This question points to a tension in our pre-theoretical views aboutemotions. On the one hand, they seem to be mental states with respectto which we are passive, and over which we have no control. Thisreflects the phenomenology of emotional experience. On the other hand,we sometimes expect people to have certain emotions, and criticizepeople for having certain emotions.
If, as many philosophersbelieve, responsibility presupposes control, given that emotions seemto be states over which we have no control, it would seem, then, thatwe cannot be responsible for our emotions. So, on the one hand, itwould seem that we ought not to be responsible for our emotions, whileon the other hand, we do hold people responsible for their emotions. Isthere any way to resolve this tension?
I think that this tensionmay be resolved by reconceiving the notion of control at issue here.Rather than locating the control necessary for responsibility indecision, it could be relocated in rationality. So instead of requiringthat our emotions be subject to our choice or decision if we are to beresponsible for them, we might want to say that we are responsible foremotions insofar as they are reason-sensitive states.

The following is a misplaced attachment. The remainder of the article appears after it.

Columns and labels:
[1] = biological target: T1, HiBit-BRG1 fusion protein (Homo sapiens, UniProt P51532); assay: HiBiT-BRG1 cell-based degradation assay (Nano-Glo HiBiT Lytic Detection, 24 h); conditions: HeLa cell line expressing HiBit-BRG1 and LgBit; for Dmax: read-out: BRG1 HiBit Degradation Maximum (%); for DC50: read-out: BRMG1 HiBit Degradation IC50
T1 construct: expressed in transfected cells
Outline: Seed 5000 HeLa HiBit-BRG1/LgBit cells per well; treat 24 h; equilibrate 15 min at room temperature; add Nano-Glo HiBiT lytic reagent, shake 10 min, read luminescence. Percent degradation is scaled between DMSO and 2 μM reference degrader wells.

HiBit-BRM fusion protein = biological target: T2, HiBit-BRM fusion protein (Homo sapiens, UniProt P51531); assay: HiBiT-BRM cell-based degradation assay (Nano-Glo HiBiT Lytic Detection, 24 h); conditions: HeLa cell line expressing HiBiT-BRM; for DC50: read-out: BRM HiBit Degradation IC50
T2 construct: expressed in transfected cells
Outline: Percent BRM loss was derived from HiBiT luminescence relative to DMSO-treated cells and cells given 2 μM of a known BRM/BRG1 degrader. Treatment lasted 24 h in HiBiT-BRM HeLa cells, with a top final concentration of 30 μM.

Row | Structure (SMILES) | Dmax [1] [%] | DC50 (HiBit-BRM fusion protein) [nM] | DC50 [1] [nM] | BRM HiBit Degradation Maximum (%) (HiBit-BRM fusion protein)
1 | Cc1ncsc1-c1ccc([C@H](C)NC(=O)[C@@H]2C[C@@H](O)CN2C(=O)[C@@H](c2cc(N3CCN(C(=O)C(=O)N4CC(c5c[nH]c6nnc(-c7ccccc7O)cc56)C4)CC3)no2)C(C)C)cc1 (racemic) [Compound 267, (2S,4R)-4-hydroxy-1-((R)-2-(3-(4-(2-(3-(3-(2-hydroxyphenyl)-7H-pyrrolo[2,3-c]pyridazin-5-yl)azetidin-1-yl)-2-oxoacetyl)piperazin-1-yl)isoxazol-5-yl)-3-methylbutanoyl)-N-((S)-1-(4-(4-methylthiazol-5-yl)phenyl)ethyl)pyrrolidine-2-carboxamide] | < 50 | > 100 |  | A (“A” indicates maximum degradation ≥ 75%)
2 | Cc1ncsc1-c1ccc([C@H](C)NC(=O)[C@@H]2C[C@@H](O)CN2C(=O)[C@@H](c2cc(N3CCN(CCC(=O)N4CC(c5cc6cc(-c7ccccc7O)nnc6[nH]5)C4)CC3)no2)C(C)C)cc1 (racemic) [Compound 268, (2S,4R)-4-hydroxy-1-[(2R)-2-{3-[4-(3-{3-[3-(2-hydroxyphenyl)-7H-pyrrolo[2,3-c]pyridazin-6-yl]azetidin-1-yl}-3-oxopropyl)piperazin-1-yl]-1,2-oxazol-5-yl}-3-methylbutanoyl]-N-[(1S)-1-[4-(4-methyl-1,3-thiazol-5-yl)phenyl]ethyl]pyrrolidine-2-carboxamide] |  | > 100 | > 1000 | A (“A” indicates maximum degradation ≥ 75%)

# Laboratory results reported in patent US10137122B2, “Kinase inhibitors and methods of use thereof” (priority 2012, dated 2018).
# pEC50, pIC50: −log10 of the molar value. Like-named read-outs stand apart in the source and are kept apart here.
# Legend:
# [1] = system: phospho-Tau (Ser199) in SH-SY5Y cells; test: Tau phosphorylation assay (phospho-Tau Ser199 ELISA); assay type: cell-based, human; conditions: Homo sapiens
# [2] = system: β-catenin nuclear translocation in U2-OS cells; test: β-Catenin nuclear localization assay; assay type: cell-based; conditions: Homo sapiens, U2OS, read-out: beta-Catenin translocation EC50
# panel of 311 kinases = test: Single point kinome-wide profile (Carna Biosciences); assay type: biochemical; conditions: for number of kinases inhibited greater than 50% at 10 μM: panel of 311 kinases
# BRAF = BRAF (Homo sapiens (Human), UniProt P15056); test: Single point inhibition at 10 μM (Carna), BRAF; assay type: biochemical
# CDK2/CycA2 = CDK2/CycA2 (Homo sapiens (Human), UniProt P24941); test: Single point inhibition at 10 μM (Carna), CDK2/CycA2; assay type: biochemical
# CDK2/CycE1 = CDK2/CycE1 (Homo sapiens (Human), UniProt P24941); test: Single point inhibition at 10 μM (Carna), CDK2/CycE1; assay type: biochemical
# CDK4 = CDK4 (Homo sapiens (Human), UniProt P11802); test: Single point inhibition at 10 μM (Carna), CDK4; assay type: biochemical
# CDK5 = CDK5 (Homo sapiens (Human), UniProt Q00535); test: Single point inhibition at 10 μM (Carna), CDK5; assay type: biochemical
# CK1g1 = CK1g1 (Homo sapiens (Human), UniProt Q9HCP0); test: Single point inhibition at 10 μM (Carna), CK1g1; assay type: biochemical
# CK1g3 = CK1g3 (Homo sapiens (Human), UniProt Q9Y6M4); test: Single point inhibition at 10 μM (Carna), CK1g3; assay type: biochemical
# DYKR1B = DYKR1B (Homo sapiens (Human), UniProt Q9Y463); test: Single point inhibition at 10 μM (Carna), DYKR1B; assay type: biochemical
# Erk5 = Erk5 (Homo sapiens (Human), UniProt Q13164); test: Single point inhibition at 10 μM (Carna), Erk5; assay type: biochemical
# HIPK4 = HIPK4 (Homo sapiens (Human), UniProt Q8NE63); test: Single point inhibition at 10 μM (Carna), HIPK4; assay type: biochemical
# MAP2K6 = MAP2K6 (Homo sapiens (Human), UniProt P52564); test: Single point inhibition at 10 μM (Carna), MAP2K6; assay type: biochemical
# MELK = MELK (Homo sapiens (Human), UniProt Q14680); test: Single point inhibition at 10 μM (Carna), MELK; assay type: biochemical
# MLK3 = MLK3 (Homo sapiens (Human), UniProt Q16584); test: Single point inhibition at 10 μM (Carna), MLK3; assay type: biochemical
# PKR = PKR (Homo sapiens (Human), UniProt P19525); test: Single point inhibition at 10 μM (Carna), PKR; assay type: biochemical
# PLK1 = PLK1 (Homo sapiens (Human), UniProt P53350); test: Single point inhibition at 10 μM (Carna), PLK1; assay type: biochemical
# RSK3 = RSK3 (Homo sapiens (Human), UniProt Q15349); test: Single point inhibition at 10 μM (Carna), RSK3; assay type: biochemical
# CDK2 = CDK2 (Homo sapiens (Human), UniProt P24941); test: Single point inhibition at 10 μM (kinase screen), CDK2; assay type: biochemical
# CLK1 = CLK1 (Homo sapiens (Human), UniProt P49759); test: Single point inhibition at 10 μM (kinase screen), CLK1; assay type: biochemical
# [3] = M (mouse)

The virtueof such an account is that it can acknowledge the passivity of ourexperience of emotions, without taking that phenomenological passivityas a normative disqualification. Moreover, it provides a principled wayto distinguish emotions from other passive states for which we are notresponsible.
For example, pains, like emotions, are stateswith respect to which we are passive. However, we do not normally holdpeople responsible for being in pain. If we take reason-sensitivity tobe a condition of responsibility, then this would explain why we don'thold people responsible for pains, because they do not reflect reasons,while we do hold people responsible for emotions.
One might wellwonder whether the idea that responsibility can be grounded inreason-sensitivity is generalizable, whether it can provide the basisfor a general account of moral responsibility. Following T.M. Scanlon, I think it can; for more details, see T. M. Scanlon, What We Owe To Each Other, Chapter 6, "Responsibility."